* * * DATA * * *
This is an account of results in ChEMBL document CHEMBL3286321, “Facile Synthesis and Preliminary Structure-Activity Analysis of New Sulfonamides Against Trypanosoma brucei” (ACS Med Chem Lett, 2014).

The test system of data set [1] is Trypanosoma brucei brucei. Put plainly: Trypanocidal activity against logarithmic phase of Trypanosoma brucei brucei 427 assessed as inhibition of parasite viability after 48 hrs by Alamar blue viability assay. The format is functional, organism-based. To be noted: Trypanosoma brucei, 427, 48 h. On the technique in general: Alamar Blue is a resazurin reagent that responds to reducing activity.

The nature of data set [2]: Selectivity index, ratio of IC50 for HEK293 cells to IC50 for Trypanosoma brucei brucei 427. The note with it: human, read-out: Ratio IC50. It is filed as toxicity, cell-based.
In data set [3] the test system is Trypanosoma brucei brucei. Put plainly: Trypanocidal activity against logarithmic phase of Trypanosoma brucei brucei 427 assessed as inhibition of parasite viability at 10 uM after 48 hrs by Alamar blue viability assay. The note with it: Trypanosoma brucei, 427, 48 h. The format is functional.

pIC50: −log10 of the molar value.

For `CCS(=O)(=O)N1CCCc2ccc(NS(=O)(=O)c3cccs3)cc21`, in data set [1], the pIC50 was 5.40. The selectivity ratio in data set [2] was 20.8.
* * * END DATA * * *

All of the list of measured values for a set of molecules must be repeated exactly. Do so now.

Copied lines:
This is an account of results in ChEMBL document CHEMBL3286321, “Facile Synthesis and Preliminary Structure-Activity Analysis of New Sulfonamides Against Trypanosoma brucei” (ACS Med Chem Lett, 2014).

The test system of data set [1] is Trypanosoma brucei brucei. Put plainly: Trypanocidal activity against logarithmic phase of Trypanosoma brucei brucei 427 assessed as inhibition of parasite viability after 48 hrs by Alamar blue viability assay. The format is functional, organism-based. To be noted: Trypanosoma brucei, 427, 48 h. On the technique in general: Alamar Blue is a resazurin reagent that responds to reducing activity.

The nature of data set [2]: Selectivity index, ratio of IC50 for HEK293 cells to IC50 for Trypanosoma brucei brucei 427. The note with it: human, read-out: Ratio IC50. It is filed as toxicity, cell-based.
In data set [3] the test system is Trypanosoma brucei brucei. Put plainly: Trypanocidal activity against logarithmic phase of Trypanosoma brucei brucei 427 assessed as inhibition of parasite viability at 10 uM after 48 hrs by Alamar blue viability assay. The note with it: Trypanosoma brucei, 427, 48 h. The format is functional.

pIC50: −log10 of the molar value.

For `CCS(=O)(=O)N1CCCc2ccc(NS(=O)(=O)c3cccs3)cc21`, in data set [1], the pIC50 was 5.40. The selectivity ratio in data set [2] was 20.8.